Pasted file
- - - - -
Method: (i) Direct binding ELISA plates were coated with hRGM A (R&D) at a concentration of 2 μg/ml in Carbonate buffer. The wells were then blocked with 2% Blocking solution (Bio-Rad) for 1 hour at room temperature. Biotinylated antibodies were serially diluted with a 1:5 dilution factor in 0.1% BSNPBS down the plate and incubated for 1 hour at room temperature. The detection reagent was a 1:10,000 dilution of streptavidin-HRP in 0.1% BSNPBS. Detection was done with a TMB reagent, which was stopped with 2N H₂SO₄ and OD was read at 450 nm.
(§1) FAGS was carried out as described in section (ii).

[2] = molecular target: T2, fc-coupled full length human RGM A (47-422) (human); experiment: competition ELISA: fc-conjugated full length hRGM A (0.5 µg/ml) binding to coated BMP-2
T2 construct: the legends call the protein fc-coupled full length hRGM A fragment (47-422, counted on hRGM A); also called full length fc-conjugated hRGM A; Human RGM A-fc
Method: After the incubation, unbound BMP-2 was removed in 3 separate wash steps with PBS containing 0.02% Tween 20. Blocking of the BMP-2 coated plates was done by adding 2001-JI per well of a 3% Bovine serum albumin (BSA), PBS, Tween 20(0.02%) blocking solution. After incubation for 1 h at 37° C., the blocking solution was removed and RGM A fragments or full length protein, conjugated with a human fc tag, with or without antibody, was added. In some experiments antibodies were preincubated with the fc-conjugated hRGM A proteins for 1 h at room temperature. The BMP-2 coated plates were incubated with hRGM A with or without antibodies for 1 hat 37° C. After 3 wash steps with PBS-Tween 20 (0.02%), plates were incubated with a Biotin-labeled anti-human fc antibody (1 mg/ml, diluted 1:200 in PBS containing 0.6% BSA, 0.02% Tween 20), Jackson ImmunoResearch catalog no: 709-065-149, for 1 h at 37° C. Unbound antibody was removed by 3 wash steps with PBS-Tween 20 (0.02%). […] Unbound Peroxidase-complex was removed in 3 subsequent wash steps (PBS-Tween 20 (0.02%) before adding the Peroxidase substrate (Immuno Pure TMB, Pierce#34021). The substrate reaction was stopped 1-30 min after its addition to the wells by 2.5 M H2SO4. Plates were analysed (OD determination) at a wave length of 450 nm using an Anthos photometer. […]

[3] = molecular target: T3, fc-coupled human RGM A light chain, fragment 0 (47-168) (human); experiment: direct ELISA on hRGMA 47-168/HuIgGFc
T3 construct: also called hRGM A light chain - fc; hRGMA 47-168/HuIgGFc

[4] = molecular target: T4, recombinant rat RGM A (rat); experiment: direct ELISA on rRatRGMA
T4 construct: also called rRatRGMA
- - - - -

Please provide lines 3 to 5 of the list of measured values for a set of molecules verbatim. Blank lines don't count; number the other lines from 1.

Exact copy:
[2] = molecular target: T2, fc-coupled full length human RGM A (47-422) (human); experiment: competition ELISA: fc-conjugated full length hRGM A (0.5 µg/ml) binding to coated BMP-2
T2 construct: the legends call the protein fc-coupled full length hRGM A fragment (47-422, counted on hRGM A); also called full length fc-conjugated hRGM A; Human RGM A-fc
Method: After the incubation, unbound BMP-2 was removed in 3 separate wash steps with PBS containing 0.02% Tween 20. Blocking of the BMP-2 coated plates was done by adding 2001-JI per well of a 3% Bovine serum albumin (BSA), PBS, Tween 20(0.02%) blocking solution. After incubation for 1 h at 37° C., the blocking solution was removed and RGM A fragments or full length protein, conjugated with a human fc tag, with or without antibody, was added. In some experiments antibodies were preincubated with the fc-conjugated hRGM A proteins for 1 h at room temperature. The BMP-2 coated plates were incubated with hRGM A with or without antibodies for 1 hat 37° C. After 3 wash steps with PBS-Tween 20 (0.02%), plates were incubated with a Biotin-labeled anti-human fc antibody (1 mg/ml, diluted 1:200 in PBS containing 0.6% BSA, 0.02% Tween 20), Jackson ImmunoResearch catalog no: 709-065-149, for 1 h at 37° C. Unbound antibody was removed by 3 wash steps with PBS-Tween 20 (0.02%). […] Unbound Peroxidase-complex was removed in 3 subsequent wash steps (PBS-Tween 20 (0.02%) before adding the Peroxidase substrate (Immuno Pure TMB, Pierce#34021). The substrate reaction was stopped 1-30 min after its addition to the wells by 2.5 M H2SO4. Plates were analysed (OD determination) at a wave length of 450 nm using an Anthos photometer. […]